The US Federal Bureau of Investigation (FBI), the US Drug Enforcement Agency (DEA), the Dutch National Police, and Europol have cracked down on darknet markets, shutting down two of the major Tor-concealed marketplaces for illegal goods and services: Hansa and AlphaBay.
The US Department of Justice overnight announced that it had seized AlphaBay, the darknet market site that hosted the so-called ‘Medicare Machine’ service.
AlphaBay has been offline since 5 July.
The Medicare Machine was a service that offered to obtain the Medicare card details of any Australian when provided with his or her name and date of birth.
AlphaBay was considered to be the largest darknet market. The site’s alleged operator, Canadian Alexandre Cazes, was arrested in Thailand earlier this month. He died in custody, apparently taking his own life.
The Department of Justice said investigators had found Cazes' personal Hotmail email address, Pimp_Alex_91@hotmail.com in the header information of a welcome email sent to new AlphaBay users in December 2014.
AlphaBay was believed to have more than 200,000 users and 40,000 vendors. It supported transactions using a range of cryptocurrencies including Bitcoin, Monero and Ethereum.
“This is likely one of the most important criminal case of the year,” US attorney-general Jeff Sessions said at a press conference announcing the seizure.
“Make no mistake, the forces of law and justice face a new challenge from the criminals and transnational criminal organizations who think they can commit their crimes with impunity by ‘going dark.’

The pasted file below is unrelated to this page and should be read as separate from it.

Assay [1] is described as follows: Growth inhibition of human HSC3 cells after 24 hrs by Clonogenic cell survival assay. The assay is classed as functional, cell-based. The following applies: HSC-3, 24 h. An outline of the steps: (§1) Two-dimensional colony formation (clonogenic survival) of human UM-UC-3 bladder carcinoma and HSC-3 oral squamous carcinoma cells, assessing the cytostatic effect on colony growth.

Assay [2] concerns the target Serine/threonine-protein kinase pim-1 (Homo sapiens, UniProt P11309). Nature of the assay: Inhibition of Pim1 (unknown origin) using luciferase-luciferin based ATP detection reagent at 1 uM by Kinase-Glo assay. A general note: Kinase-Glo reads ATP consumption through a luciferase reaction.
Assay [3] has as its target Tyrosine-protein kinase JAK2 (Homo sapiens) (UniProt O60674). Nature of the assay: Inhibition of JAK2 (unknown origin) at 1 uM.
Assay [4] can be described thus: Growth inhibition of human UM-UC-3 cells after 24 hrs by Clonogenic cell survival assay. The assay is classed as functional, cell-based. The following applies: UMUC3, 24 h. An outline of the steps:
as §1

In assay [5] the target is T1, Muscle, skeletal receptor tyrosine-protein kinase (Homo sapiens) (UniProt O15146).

“This case, pursued by dedicated agents and prosecutors, says you are not safe. You cannot hide. We will find you, dismantle your organization and network. And we will prosecute you.”
Investigations by Dutch National Police, aided by Bitdefender, led to the location of infrastructure for the Hansa marketplace. Servers have been seized in the Netherlands, Germany and Lithuania.
Two alleged Hansa administrators have been arrested in Germany.
Europol revealed that the Dutch National Police had taken over the site on 20 June, monitoring its usage.
“In the past few weeks, the Dutch Police collected valuable information on high value targets and delivery addresses for a large number of orders,” Europol said.
“Some 10 000 foreign addresses of Hansa market buyers were passed on to Europol.”
Computerworld has confirmed the code is still present on the Dream Market Site; however the presence of the IP address in the code, apparently used for a pop-up chat function, does not necessarily indicate Dream Market’s infrastructure is hosted by Loopia (or hosted in Sweden).